Each team dresses twenty players, of whom two are [[goaltender]]s; the remaining eighteen are called ''runners'', and may be either [[Offense (sports)|forwards]] or [[Defence player|defensemen]]. There are also players, frequently defensemen, who specialize in the ''transition'' from defense to offense.
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The team in possession of the ball has eight seconds to move the ball over the center line, and thirty seconds to take a shot on net. If either of these time periods expires, the whistle is blown, and the opposing team is given possession. In the NLL, the [[shot clock]] runs while a team that is killing a penalty has possession of the ball; this is not the case in all box lacrosse leagues (e.g. [[Major Series Lacrosse]], [[Western Lacrosse Association]]).
These Redirect pages should be eliminated in either of two ways.
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* #2 On every page a {{Pagename}} link exists make a direct link to the original Wikipedia article.
== Season and playoffs ==
Things to think about:
* #1 Creating our own page for this article may add a superfluous amount of pages.
Each team in the NLL plays sixteen games during the regular season, eight at home and eight away.<ref name="lax101">{{cite web |url= |title=Lax 101: Overview | |accessdate={{date|2007-03-03}}}}</ref> The teams are divided into two divisions, the Eastern division and the Western division. Each team plays at least twelve of its sixteen regular season games against division opponents.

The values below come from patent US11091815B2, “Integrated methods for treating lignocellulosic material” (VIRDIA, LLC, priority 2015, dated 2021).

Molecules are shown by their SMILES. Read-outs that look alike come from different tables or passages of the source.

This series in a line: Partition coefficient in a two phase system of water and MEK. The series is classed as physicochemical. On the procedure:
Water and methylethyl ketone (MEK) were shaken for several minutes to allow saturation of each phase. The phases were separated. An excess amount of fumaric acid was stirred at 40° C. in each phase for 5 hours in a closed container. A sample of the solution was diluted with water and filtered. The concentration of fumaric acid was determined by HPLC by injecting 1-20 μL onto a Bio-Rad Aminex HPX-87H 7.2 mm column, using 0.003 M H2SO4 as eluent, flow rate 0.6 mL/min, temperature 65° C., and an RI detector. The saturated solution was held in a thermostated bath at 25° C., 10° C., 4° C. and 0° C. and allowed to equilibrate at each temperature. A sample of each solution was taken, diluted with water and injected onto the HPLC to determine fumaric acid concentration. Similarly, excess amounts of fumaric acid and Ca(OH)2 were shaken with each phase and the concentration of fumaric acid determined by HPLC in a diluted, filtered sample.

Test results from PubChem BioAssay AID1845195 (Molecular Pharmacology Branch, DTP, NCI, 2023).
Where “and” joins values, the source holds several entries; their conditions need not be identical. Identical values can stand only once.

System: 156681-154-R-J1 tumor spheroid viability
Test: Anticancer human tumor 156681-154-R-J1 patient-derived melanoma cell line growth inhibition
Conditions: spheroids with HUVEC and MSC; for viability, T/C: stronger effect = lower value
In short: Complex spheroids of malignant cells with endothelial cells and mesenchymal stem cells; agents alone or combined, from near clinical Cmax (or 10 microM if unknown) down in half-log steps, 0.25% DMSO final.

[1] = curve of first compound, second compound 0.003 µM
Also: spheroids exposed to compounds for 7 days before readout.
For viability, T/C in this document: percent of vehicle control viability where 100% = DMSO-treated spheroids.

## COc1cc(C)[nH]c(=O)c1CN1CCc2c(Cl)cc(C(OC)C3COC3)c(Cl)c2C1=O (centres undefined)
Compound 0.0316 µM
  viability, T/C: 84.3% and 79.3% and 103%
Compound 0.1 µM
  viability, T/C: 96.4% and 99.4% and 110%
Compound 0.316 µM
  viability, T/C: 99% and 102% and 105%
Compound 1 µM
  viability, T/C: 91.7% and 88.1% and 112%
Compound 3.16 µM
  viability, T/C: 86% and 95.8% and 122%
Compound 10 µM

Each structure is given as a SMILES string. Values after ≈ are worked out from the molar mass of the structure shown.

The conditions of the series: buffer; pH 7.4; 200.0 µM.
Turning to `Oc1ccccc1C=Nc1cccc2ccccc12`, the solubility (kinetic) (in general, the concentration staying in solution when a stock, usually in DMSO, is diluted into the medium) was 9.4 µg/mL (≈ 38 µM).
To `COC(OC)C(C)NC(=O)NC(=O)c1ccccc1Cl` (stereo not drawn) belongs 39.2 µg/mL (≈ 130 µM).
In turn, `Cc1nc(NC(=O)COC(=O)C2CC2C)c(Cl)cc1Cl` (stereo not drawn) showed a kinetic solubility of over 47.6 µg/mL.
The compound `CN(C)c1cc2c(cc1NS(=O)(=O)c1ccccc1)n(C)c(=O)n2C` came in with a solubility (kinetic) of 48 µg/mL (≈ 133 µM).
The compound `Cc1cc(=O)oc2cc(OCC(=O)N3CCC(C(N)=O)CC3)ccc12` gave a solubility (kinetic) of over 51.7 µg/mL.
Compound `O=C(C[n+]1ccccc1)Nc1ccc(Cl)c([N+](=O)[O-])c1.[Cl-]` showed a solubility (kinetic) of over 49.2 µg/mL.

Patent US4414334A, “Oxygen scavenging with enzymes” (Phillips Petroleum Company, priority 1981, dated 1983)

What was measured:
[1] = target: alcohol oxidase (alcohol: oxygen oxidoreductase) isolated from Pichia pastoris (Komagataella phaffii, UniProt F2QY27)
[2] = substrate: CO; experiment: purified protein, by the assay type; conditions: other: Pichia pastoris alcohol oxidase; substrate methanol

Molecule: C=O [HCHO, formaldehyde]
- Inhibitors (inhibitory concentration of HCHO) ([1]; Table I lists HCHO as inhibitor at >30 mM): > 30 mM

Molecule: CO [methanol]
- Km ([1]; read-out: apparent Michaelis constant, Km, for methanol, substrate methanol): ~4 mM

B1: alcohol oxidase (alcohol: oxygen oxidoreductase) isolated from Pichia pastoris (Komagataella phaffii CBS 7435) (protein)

* #2 Some of these article links may be on hundreds of pages that would need direct links.
The regular season begins in late December and ends in April. At the end the regular season, the top three teams in the Eastern Division and the top four teams in the Western division make the [[playoff]]s. Either the fourth-placed Eastern division team or the fifth-placed Western division team, based upon regular season record, also makes the playoffs.<ref>{{cite web|url= |title=Sports, Ink &#124; The Buffalo News | |date=2011-10-28 |accessdate=2012-11-02}}</ref> The playoffs consist of three single-game elimination rounds. In the first round (the ''Division Semi-finals''), each division winner hosts a fourth-seeded team, and the second-place team hosts the third-place team. In the second round (the ''Division Finals''), the two remaining teams in each division play; the higher-seeded team hosts the game. Two weeks after the Division Finals, the division winners face off for the [[Champion's Cup]].